Some people would assume that you’re sitting around feeling simply marvellous and shining your baubles. But I remember, a week after I got my American deal, which got me a lot of press, one of my very best girlfriends rang me and said, ‘I thought you’d sound so elated.’ From the outside, I’m sure everything looked amazing. But in my flat, where I was still a single mum, and I didn’t know who to call to do my hair, everything felt phenomenally overwhelming.

On creating the Harry Potter world itself, she says,

 It was like an explosion of colour, and I could see lots of detail about the world. Of course the whole seven-book plot didn’t come at once, but the basic premises were there.

Jo also comments on the Italian study done last year, showing the correlation between empathy and Harry Potter readers.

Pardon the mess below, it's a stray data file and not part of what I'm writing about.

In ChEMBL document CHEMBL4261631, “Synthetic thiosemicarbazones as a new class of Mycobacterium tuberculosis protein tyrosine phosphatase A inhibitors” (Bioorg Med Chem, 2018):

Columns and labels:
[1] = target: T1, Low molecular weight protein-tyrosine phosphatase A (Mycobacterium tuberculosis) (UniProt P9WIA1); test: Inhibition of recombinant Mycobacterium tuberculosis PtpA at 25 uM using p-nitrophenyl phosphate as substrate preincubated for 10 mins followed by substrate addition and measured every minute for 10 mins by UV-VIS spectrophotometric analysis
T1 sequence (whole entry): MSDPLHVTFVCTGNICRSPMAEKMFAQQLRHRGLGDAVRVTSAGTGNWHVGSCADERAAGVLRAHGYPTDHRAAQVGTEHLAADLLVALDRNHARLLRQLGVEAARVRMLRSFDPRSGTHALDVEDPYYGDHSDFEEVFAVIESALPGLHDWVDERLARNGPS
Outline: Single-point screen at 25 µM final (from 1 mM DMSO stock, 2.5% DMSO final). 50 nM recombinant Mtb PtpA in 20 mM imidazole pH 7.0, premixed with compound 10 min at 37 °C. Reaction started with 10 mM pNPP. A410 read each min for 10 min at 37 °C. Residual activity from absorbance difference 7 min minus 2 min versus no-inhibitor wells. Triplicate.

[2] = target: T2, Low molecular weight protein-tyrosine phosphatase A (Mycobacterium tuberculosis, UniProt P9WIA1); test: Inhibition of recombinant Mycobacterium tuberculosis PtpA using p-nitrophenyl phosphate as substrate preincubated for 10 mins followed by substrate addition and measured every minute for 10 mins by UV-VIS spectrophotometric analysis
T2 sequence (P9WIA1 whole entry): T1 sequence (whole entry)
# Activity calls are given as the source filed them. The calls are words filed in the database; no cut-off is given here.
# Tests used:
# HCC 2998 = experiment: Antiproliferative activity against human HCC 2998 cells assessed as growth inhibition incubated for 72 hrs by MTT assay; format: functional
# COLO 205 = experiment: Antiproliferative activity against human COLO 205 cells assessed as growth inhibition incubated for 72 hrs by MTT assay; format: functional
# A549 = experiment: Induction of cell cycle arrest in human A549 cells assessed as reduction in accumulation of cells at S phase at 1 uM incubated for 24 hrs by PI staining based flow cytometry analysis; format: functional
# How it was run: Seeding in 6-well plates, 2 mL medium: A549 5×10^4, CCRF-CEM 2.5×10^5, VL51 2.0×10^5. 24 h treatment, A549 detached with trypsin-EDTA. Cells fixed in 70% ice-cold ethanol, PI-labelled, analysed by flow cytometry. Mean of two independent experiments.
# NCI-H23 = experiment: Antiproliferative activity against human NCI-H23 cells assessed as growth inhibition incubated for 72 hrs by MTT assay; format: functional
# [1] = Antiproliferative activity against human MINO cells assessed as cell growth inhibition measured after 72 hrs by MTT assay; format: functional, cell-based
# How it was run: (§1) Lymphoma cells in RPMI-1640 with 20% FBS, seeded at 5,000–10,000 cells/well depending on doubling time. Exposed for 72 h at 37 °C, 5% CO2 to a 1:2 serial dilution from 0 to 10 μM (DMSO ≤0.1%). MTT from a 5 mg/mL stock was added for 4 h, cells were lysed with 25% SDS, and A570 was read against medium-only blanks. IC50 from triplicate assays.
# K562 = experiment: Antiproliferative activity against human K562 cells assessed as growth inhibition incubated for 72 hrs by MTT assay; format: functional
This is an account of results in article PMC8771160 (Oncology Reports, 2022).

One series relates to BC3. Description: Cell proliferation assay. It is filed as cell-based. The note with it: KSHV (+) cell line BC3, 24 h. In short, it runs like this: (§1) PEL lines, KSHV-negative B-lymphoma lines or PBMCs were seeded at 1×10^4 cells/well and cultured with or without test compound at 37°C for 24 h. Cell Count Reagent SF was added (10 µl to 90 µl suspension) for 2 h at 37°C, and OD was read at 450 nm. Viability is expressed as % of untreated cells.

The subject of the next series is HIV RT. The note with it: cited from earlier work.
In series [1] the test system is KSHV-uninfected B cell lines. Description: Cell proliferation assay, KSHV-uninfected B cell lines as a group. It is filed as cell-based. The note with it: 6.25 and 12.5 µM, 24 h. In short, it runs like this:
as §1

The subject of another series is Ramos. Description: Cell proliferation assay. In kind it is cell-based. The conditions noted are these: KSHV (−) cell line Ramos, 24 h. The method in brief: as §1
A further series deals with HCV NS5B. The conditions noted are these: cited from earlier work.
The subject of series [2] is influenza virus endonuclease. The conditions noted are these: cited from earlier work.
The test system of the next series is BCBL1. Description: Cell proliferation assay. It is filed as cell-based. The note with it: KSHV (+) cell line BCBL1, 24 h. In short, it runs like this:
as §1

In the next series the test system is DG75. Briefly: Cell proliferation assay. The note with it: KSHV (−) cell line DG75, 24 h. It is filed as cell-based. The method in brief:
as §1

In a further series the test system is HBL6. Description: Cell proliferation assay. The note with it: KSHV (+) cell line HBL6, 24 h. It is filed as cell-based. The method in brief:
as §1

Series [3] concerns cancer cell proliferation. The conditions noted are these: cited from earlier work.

Of course I love it! Who wouldn’t love that? I was out with a group of friends the other night, and one said to me, ‘The book still means so much to these twentysomethings!’ And I said I really understand it because I know how much it meant to me to meet Morrissey. […] And the people who mean something to you at 16, 17 are the people who are getting you through stuff. So I absolutely understand why someone who is hanging on to Harry Potter as a safe place at 13 is excited at 21 to talk about what [Hogwarts] House they’d be in. I don’t think it’s infantile.

Finally, Jo shared her thoughts on Twitter and why she uses it so much.

You’re swimming in your own medium. Twitter for me has been an unmixed blessing, trolls included. Because there came a point where Harry became so enormous that, at a reading, there were 2,000 people. You can’t answer everyone’s question. Twitter gave that back to me. No one has to buy a ticket. It’s very democratic.

Well, we’re certainly not complaining!

This is one of those interviews that deserves to be read in its entirety since it’s so jam-packed with detail and comment, as things always are with Jo. You can read the full interview here.